B.C. Green Party leader meets with Wet'suwet'en hereditary chiefs - APTN NewsAPTN News

B.C. Green Party leader meets with Wet’suwet’en hereditary chiefs

Tamara Pimentel
APTN  News

B.C. Green Party interim leader Adam Olsen was in Wet’suwet’en territory Saturday to meet with hereditary chiefs and tour the blockades on the Morice River Forest Service Road near Houston, B.C.

“I thought it was important for the Green Party and all parties to come out here and actually stand on the land, breathe the air, know what we’re protecting,” said hereditary Chief Na’Moks, who invited the Green Party to the territory.

“It’s so beautiful, it’s so pristine out here. Why would you want to destroy it?”

Olsen, a member of Tsartlip First Nation, visited a small support camp at the 30-km mark just past the RCMP exclusion zone at 27 km that went up Jan. 13.

RCMP describe the road block as a “checkpoint.”

Olsen said in order to move forward there needs to be a stronger relationship between Canadian and traditional Indigenous leadership.

(Molly Wickham is a Gidimt’en Clan member in the Wet’suwet’en Nation. Damian Joseph/APTN )

“This is a situation that has played out across this country over and over again and for me it’s heartbreaking.”

On Jan. 13, B.C. Premier John Horgan said “the rule of law” must be followed to allow construction of the $6.6-billion, Coastal GasLink (CGL) project to proceed despite protests.

He pointed out the natural gas pipeline from Dawson Creek to the planned LNG Canada export terminal near Kitimat has approvals of the B.C. Supreme Court, regulatory agencies and elected Wet’suwet’en chiefs.

But Olsen said Horgan’s comments “highlight the willingness to put Indigenous law and Indigenous interest outside the Canadian interest.”

Horgan turned down Wet’suwet’en hereditary chiefs’ invitation to visit the territory while he was in northern B.C.  last week.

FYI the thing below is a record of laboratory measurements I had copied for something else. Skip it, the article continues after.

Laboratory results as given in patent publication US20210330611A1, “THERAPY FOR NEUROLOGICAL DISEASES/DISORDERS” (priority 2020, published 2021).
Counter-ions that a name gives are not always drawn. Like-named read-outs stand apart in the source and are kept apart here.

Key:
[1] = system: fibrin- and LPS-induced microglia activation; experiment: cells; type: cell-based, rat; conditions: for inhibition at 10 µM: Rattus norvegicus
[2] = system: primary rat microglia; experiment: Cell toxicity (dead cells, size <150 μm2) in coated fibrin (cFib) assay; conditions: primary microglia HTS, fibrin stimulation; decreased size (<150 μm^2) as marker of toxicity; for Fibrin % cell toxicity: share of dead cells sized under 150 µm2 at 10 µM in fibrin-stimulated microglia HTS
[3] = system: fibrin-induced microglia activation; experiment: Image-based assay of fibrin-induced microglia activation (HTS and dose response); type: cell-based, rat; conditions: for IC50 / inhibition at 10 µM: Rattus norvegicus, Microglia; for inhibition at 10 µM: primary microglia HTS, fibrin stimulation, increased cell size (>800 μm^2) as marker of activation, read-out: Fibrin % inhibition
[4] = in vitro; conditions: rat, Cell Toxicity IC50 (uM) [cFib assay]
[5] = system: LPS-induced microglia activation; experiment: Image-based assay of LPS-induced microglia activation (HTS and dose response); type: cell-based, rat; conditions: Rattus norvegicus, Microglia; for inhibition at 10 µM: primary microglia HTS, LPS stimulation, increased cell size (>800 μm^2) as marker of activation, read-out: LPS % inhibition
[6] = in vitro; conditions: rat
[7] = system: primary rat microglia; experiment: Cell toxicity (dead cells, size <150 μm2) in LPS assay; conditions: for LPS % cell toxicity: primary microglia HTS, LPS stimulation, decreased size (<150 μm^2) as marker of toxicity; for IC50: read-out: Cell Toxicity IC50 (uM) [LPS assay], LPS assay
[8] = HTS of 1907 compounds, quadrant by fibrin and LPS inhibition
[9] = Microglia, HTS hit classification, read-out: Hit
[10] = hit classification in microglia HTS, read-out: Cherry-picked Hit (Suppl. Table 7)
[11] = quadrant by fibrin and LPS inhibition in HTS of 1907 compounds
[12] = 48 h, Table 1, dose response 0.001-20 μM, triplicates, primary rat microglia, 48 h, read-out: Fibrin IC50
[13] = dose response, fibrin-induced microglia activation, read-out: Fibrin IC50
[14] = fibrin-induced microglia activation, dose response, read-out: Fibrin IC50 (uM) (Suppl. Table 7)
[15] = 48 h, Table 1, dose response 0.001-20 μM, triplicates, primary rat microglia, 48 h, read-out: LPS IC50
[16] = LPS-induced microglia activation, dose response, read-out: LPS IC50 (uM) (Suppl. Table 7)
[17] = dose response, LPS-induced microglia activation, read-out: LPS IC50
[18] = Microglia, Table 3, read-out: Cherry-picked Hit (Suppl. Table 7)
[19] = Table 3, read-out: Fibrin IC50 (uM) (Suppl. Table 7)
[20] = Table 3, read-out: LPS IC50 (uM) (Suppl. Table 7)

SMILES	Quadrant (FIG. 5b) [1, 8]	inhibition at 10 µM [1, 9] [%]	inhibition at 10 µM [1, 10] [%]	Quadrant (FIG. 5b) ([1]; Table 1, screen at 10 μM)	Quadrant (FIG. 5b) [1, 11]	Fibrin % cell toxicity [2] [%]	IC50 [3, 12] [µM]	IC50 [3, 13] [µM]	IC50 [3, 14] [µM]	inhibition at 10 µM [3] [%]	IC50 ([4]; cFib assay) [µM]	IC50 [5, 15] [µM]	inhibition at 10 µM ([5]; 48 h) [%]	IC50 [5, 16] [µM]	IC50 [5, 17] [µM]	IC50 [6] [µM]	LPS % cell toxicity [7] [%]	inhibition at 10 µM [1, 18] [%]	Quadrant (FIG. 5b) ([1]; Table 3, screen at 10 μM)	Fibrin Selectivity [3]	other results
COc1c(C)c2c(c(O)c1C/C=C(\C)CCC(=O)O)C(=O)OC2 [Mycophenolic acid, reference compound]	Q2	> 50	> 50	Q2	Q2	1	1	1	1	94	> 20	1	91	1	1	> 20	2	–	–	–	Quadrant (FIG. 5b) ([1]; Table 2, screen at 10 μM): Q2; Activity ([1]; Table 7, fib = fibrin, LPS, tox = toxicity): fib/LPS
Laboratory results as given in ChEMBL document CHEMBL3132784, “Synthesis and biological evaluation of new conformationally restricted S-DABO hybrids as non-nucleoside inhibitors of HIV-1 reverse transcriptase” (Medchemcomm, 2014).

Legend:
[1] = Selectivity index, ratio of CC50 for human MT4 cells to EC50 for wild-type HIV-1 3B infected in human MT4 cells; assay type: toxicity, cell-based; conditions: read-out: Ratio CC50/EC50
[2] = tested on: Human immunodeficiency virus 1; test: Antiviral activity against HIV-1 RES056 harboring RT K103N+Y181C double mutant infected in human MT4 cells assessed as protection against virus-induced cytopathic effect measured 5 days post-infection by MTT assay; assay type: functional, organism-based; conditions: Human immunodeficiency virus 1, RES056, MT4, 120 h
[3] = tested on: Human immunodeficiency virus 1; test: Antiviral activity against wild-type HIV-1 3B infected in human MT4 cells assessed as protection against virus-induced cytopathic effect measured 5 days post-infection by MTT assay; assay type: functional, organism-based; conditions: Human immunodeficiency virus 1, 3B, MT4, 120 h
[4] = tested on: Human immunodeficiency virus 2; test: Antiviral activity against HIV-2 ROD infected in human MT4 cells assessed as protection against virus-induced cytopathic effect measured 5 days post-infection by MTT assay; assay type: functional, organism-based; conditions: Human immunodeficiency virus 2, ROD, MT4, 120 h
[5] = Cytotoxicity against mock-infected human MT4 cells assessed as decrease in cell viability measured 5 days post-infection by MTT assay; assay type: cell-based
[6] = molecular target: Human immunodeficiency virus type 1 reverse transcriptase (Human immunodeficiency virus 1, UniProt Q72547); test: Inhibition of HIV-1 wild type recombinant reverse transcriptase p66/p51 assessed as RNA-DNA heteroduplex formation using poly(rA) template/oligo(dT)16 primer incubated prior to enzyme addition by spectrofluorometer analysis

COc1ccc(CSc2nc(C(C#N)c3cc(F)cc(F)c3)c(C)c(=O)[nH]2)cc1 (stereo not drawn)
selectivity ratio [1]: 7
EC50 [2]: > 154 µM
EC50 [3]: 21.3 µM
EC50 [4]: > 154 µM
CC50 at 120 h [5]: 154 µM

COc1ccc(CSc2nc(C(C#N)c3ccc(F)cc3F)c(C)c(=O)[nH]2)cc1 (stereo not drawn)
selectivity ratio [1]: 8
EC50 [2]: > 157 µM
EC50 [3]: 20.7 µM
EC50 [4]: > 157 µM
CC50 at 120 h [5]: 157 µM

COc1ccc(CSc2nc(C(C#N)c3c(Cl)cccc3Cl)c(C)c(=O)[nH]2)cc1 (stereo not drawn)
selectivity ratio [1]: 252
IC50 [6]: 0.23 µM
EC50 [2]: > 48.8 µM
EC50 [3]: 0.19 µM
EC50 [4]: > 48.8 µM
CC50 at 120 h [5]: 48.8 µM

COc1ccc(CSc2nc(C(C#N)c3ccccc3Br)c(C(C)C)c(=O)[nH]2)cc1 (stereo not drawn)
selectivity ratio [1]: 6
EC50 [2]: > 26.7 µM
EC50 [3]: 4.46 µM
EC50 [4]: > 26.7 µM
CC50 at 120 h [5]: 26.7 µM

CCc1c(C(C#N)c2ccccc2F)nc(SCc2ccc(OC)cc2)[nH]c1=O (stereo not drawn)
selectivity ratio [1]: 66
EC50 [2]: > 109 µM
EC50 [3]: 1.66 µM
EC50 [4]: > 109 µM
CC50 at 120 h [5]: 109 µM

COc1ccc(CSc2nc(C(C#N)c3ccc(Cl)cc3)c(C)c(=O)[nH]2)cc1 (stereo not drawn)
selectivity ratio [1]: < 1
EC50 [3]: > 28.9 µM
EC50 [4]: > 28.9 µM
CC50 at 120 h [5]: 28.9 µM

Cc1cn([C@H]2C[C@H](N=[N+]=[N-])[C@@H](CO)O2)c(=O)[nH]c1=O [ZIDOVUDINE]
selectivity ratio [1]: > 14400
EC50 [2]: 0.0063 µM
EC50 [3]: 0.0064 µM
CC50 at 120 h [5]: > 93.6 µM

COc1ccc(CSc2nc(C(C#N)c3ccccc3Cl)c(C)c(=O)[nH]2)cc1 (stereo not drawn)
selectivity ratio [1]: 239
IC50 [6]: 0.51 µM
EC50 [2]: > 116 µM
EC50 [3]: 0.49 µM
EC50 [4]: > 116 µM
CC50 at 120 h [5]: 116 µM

“We believe that’s highly disrespectful,” said Na’Moks, whose non-traditional name is John Ridsdale.

“So much can be accomplished by having proper communication.”

Olsen said it’s important to be engaged on these issues and was honoured to be invited into the territory.

While Olsen met with Wet’suwet’en members, camp supporters began building a new camp at 27 km to keep an eye on the RCMP.

Camp spokesperson Molly Wickham said the police exclusion zone is still “presenting a huge hassle” for supporters to access the camps.

“I don’t believe for a second that it’s for public safety,” she said.

“I think it’s more to control and do surveilance on our people.”

The 670-km pipeline will run for nearly 200 km through traditional Wet’suwet’en territory.


Upon arrival at the police barrier on Morice River Forest Service Road, south of Houston, APTN’s video journalist and camera operator were asked by RCMP to provide identification.

Officers warned them about snow and damaged trees on the road that were undercut and weakened, and could potentially fall at any point.

(Supporters help erect a new camp outside the RCMP exclusion zone. Damian Joseph/APTN)

Thirty-nine km up the road is a smaller camp to monitor RCMP activity and receive donations for the main camps.

In order to access the Gidimt’en and Unist’ot’en camps, the APTN crew was told it would have to hike for roughly four km and be picked up by snowmobile to continue.

APTN received permission from the hereditary chiefs to visit the camps, but has not been able to organize transportation with camp spokespeople.

READ MORE: A look at the conflict in the Wet’suwet’en Nation



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